It's not the same, but in most cases a matrix can be implemented through a 3D LUT.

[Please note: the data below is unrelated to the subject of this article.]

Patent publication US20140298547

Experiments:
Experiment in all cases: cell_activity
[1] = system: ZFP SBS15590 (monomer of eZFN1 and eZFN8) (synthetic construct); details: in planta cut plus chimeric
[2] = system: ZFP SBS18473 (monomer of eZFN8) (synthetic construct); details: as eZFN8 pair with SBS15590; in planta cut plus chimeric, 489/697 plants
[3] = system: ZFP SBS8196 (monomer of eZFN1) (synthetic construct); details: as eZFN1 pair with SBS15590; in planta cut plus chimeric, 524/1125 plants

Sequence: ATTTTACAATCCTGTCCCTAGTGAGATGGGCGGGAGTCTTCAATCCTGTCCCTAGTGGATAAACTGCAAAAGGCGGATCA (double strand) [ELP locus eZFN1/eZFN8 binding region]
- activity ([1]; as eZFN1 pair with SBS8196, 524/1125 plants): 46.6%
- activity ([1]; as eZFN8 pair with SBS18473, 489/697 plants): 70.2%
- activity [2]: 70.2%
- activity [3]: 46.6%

Basically, a matrix is used to "cross pollinate" the three color channels. Each channel is allowed to have a mixture of the other two as well as its own component. So the Red channel, for instance, can contain the information from the Red channel as well as a portion of the information from the Blue and Green channels. Each of the three channels, in effect, is given three components. All of this is useful because in terms of how a camera works, it is almost impossible to ensure that each channel is getting pure information. Crosstalk is inherent in the capture process, due to numerous factors including but not limited to impure color dyes in the color filters present on the sensor (in the case of a sensor with a color filter array, such as a Bayer pattern sensor), imperfections in the dichroics of a 3 chip camera design, lack of perfect focus on to the underlying pixels in a color filter array sensor, and imperfections in the optical elements. The use of a matrix allows minimization of crosstalk by analyzing the sensor's output and applying information from all three channels to each of the three channels in proper proportions, sometimes using mathematical expressions for more specific control (that's what Peter is talking about). When done correctly (often by the manufacturer, as they have much better knowledge of the sensor design) this yields purer colors and restores "normal" saturation. Graeme can explain this in more depth, but basically the colorimetry of Red images has improved in large part due to his updating of the color matrix, which in the case of Red is currently presented to you in the form of Redcolor, Redcolor2, and Redcolor3. In the early days of Red's cameras, the saturation was typically much too low and the colors were not as "true to life" as they are today, in large part due to the lack of a well evolved color matrix. By carefully altering the proportions I'm talking about, both color purity and saturation have been altered based on feedback from users, in order to provide more pleasing results.